Alfred Conkling

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Alfred Conkling
Alfred Conkling crop.jpg
United States Minister to Mexico
In office
August 6, 1852 – August 17, 1853
Appointed byMillard Fillmore
Judge of the United States District Court for the Northern District of New York
In office
December 14, 1825 – August 25, 1852
Appointed byJohn Quincy Adams
Preceded byRoger Skinner
Succeeded byNathan K. Hall
Member of the U.S. House of Representatives
from New York's 14th district
In office
March 4, 1821 – March 3, 1823
Preceded byJohn Fay
Succeeded byHenry R. Storrs
Personal details
Born
Alfred Conkling

(1789-10-12)October 12, 1789
Amagansett, New York
DiedFebruary 5, 1874(1874-02-05) (aged 84)
Utica, New York
Resting placeForest Hill Cemetery
Utica, New York
Political partyDemocratic-Republican
RelationsSamuel Hanson Cox
ChildrenFrederick A. Conkling
Roscoe Conkling
RelativesAlfred Conkling Coxe Sr.
Alfred Conkling Coxe Jr.
EducationUnion College
read law

Alfred Conkling (October 12, 1789 – February 5, 1874) was a United States Representative from New York, a United States District Judge of the United States District Court for the Northern District of New York and United States Minister to Mexico.

Education and career[edit]

Born on October 12, 1789, in Amagansett, New York,[1] Conkling graduated from Union College in 1810 and read law in 1812.[1] He was admitted to the bar and entered private practice in Johnstown, New York, from 1812 to 1813.[1] He continued private practice in Canajoharie, New York, from 1813 to 1819.[1] He was district attorney for Montgomery County, New York, from 1819 to 1821.[1]

Congressional service[edit]

Conkling was elected as a Democratic-Republican from New York's 14th congressional district to the United States House of Representatives of the 17th United States Congress, serving from March 4, 1821, to March 3, 1823.[2] Following his departure from Congress, he resumed private practice in Albany, New York, from 1823 to 1825.[1]

Federal judicial service[edit]

Conkling received a recess appointment from President John Quincy Adams on August 27, 1825, to a seat on the United States District Court for the Northern District of New York vacated by Judge Roger Skinner.[1] He was nominated to the same position by President Adams on December 13, 1825.[1] He was confirmed by the United States Senate on December 14, 1825, and received his commission the same day.[1] While on the bench, he moved from Albany to Auburn, New York, in 1839.[2] There were several attempts to impeach him, but they failed. His service terminated on August 25, 1852, due to his resignation.[1]

Later career[edit]

Conkling was United States Envoy Extraordinary and Minister Plenipotentiary to Mexico for the United States Department of State from August 6, 1852, to August 17, 1853.[1] He resumed private practice in Omaha, Nebraska, from 1853 to 1861.[1] He was a writer in Rochester and Geneseo, New York, from 1861 to 1872.[1] He was a writer in Utica, New York, from 1872 to 1874.[1]

Death[edit]

Conkling died on February 5, 1874, in Utica.[1] He was interred in Forest Hill Cemetery in Utica.[2]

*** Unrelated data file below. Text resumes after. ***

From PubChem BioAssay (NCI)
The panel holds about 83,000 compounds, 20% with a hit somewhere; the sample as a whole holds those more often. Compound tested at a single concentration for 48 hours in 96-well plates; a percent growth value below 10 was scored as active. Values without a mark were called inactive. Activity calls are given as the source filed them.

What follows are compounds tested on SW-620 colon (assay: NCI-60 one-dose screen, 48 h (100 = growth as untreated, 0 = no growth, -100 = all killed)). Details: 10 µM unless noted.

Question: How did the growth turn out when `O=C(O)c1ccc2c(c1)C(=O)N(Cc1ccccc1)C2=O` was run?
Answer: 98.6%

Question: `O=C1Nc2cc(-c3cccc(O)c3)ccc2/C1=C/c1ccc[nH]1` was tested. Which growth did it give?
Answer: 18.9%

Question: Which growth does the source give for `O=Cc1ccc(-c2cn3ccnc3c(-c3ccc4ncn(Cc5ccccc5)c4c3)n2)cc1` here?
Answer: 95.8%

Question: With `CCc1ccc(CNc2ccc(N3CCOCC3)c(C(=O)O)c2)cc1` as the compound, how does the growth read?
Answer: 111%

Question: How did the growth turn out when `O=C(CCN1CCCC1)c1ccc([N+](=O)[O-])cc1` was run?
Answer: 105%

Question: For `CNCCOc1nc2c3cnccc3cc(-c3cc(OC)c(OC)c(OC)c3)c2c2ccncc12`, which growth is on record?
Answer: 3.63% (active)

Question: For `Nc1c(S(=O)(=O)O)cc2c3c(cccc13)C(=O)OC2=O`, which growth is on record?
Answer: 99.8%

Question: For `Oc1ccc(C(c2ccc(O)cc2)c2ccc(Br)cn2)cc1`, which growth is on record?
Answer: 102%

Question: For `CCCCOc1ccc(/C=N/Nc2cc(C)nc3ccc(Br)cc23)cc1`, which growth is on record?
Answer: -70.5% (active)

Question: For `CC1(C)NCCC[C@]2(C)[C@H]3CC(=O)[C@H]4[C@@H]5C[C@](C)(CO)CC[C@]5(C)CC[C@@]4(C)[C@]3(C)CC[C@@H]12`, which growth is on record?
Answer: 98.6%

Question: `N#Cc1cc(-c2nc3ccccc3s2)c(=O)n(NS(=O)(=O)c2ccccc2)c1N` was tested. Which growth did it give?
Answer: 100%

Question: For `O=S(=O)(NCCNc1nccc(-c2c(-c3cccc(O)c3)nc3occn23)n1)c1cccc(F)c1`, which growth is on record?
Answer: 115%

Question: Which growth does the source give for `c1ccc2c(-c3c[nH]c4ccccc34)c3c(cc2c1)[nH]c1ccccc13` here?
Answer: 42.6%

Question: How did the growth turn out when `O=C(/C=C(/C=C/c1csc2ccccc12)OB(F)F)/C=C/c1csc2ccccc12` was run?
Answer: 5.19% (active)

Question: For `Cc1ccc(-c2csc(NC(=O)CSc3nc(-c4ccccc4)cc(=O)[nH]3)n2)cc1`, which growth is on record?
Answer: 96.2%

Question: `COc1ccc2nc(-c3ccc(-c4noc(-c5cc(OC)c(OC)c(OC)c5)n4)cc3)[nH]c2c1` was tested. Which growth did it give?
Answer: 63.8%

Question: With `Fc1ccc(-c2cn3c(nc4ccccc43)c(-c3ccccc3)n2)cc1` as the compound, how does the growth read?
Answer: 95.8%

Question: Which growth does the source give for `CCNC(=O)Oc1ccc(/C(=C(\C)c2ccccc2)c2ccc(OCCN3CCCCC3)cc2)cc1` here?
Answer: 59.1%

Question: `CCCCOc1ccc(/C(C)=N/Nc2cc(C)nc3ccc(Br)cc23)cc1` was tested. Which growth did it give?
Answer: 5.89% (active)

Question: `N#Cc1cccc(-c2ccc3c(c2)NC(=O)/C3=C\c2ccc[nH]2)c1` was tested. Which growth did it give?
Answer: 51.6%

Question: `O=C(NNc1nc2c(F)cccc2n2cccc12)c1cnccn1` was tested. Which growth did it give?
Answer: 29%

Family[edit]

Conkling was the son of Benjamin Conkling and Esther Hand.[citation needed] He married Eliza Cockburn, and they had five children.[citation needed] He was the father of Frederick A. Conkling, a United States Representative from New York, and Roscoe Conkling, a United States Representative and United States Senator from New York.[2] Aurelian Conkling studied law and served as the Clerk of Court for the Northern District of New York in Buffalo until his death in May 1860.[citation needed] Eliza Conkling married Reverend Samuel Hanson Coxe, the son of abolitionist minister, author, and educator Samuel Hanson Cox.[citation needed] Margaret Cockburn Conkling (also known as Mrs. Steele; born 27 January 1814; died 1890) became an accomplished author, with works such as The American Gentleman's Guide To Politeness and Fashion, Memoirs of the Mother and Wife of Washington (Auburn, N.Y., 1851-1853), Isabel; or, Trials of the Heart and a translation of Florian's History of the Moors of Spain.[citation needed] Conkling's grandson Alfred Conkling Coxe Sr. also served as United States District Judge in the Northern District of New York, and later a judge on the United States Court of Appeals for the Second Circuit;[citation needed] Coxe's own son (Conkling's great-grandson) Alfred Conkling Coxe Jr. was a Judge of the United States District Court for the Southern District of New York.[citation needed]

Photograph[edit]

A photograph of Judge Conkling hangs in the courtroom at the United States District Court in Utica, New York.[citation needed]

See also[edit]

References[edit]

  1. ^ a b c d e f g h i j k l m n o Alfred Conkling at the Biographical Directory of Federal Judges, a public domain publication of the Federal Judicial Center.
  2. ^ a b c d United States Congress. "Alfred Conkling (id: C000679)". Biographical Directory of the United States Congress.

Sources[edit]

U.S. House of Representatives
Preceded by
John Fay
Member of the U.S. House of Representatives
from New York's 14th congressional district

1821–1823
Succeeded by
Henry R. Storrs
Legal offices
Preceded by
Roger Skinner
Judge of the United States District Court for the Northern District of New York
1825–1852
Succeeded by
Nathan K. Hall